The Civil War in North Carolina

Reminiscences and Memoirs of North Carolina and Eminent North Carolinians

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Senate in 1879, he became the occupant of the Executive Chair, and in 1880, by the suffrages of his people, became their chief magistrate for four years.

        Augustus Moore, born 1803, died 1851, lived and died in Edenton. He graduated at the university in 1824, in a class distinguished for ability, composed of B. B. Blume, John Bragg, (member of congress from Alabama 1851, and a judge in that state,) James W. Bryan, Matthias E. Manly, (judge of the supreme court of North Carolina,) David Outlaw, (member of congress 1747 to 1853,) and others; studied law with Charles R. Kinny, of Elizabeth City, and practiced with great success.

        As an advocate, he had no superior for learning, diligence, accumen, or address. He was appointed judge of the superior court in 1848, and presided with great acceptability, learning, and integrity, but resigned the same year. He died very suddenly at Edenton, in 1851.

        He married Miss Armistead and left several children. One of them, William Armistead Moore, late one of the judges of the state, and who wore with equal dignity and ability the ermine of his illustrious father.

        William Allen, a representative in congress from Ohio, 1832, senator from 1837 to 1849, and Governor of Ohio in 1874, was born in Edenton, in 1806.

        He was the son of Nathaniel Allen, who represented the borough in the House of Commons, in 1802, and was much esteemed for his genial qualities and generous disposition. He married a Miss Granbury, and their daughter married Mr. Thurman, a Methodist minister, and was the mother of Allen Granbury Thurman, late a distinguished senator from Ohio, and president of the senate.

        As a statesman and politician, Governor Allen enjoyed a world wide reputation, and North Carolina is proud of her son. He died July, 1879, universally loved and respected.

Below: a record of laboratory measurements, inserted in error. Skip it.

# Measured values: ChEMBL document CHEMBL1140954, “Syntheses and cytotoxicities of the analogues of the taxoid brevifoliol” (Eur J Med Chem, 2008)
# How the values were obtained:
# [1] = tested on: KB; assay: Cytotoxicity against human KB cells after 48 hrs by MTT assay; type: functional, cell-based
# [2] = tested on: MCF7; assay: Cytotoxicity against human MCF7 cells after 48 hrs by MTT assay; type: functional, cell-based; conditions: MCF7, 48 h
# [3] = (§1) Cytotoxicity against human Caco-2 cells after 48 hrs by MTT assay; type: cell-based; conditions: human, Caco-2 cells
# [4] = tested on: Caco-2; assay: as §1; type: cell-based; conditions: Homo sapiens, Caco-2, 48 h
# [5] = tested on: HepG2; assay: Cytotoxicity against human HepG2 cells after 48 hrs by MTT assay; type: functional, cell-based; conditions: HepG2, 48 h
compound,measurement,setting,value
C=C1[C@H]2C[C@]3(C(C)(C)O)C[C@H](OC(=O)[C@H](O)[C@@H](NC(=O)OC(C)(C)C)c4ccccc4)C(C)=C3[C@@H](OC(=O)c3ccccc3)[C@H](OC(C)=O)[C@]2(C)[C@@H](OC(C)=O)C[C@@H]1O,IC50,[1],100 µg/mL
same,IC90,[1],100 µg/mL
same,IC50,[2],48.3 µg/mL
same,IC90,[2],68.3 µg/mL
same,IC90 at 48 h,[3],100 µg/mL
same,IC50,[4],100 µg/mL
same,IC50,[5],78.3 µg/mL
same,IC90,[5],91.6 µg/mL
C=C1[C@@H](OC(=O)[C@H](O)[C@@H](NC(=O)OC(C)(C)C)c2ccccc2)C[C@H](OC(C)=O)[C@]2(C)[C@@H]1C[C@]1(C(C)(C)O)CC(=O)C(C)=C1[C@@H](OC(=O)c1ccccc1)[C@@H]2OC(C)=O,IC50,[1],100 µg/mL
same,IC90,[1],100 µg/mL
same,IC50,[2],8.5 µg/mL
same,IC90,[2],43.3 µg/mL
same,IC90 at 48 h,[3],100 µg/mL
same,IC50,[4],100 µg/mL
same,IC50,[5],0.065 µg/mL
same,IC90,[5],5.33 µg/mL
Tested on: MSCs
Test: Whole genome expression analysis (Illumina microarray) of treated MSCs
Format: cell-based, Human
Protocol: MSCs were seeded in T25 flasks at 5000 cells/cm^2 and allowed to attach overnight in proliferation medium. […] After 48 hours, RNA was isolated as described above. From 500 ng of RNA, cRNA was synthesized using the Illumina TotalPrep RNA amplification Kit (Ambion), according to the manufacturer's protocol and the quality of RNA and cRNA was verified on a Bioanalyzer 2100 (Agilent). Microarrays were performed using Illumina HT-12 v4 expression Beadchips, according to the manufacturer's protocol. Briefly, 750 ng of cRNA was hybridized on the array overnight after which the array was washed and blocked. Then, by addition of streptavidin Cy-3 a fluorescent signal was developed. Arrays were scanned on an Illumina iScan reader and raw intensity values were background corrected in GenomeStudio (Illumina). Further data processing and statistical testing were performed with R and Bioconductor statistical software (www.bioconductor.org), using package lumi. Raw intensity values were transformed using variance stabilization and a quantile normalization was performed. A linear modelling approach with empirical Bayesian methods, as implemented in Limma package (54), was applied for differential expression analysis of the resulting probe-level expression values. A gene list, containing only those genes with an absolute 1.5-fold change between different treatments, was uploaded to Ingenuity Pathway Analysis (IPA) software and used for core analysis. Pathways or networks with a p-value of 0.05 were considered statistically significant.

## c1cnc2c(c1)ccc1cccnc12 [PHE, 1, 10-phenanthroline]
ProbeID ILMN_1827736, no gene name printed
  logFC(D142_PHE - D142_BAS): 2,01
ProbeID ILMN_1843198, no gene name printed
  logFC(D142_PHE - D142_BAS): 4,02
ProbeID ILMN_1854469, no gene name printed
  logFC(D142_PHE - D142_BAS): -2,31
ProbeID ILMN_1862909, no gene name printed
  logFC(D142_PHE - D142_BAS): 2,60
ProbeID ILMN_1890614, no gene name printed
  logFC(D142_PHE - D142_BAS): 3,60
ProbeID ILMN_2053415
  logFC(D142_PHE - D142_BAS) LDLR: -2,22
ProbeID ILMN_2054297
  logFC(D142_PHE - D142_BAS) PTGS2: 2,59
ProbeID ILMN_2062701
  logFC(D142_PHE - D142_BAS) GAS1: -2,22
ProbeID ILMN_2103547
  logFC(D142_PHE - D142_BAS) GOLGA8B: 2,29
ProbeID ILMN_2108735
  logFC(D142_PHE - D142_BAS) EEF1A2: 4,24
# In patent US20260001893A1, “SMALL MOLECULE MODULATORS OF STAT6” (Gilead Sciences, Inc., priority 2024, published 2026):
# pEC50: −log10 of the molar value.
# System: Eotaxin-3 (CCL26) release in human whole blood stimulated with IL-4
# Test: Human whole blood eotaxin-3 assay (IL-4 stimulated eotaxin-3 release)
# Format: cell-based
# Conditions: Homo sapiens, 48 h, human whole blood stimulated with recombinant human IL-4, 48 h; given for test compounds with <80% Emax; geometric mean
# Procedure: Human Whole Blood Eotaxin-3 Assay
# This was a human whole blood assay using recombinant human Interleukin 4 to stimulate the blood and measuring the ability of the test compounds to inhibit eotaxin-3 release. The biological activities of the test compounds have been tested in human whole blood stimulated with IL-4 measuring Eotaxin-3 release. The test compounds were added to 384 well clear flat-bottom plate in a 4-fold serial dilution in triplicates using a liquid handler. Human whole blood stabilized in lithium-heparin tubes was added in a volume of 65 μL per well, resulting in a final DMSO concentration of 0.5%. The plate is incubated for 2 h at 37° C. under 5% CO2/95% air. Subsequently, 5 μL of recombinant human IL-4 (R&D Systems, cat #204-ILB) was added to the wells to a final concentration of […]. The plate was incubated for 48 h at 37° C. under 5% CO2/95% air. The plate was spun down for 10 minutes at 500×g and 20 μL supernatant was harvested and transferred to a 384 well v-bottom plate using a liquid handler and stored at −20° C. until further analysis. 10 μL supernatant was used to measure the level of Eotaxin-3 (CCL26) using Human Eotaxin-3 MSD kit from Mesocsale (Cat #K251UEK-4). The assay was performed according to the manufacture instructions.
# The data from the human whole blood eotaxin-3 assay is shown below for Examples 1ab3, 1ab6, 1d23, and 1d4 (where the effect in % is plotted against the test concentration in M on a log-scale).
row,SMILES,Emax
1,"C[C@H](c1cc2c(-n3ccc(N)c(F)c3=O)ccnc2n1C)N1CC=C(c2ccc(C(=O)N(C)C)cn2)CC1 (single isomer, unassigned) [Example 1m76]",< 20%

We might extend our sketches by recording the character, and services of other distinguished men of Chowan County, "who have done the state some service," as the Johnsons, Benburys, Coffields, Brownriggs, Haskens, Warrens, Heaths, and others, did the limits of our work allow. But before we close our sketch we cannot refrain from presenting an amusing incident, which, by its humor, may relieve the dry detail imposed on our kind readers. The account is from the gifted pen of "Traveller." "I will close my letter by relating a true story of one of Edenton's gifted sons, Dr. Edward Warren, surgeon-general of the state during the war, and who has been serving a foreign power, and now resides in Paris. General Winfield Scott accepted an invitation to visit Nag's Head, on one occasion, Dr. Warren (than whom there are few better speakers,) was elected to make the reception address. As General Scott's coming was doubtful, it was understood that if General Scott was on board, it was to be made known by raising a flag on the boat when a short distance from the wharf at Nag's Head, when the salute would commence. The immense crowd on the boat at Blackwater, and business caused General Scott to return to Norfolk, and the steamer went on without him. Before reaching Nag's Head, it was suggested, and determined "to play a trick on the boys." Colonel John B. Odem, late of Northampton County, now of Baltimore, the only living man in America who not only equalled, but surpassed General Scott in person, air, and figure was selected to personate ad interim the hero of Lundy's Lane. General Lawrence S. Baker, who was also along, kindly furnished a new uniform, epaulettes, chapeau, sword, sash, &c., to which chapeau was appended a flaming plume of red feathers. He "looked every inch a King." Colonel Odem was squeezed in the uniform, for he was "a world too large" for the war clothes of General Baker. He played his
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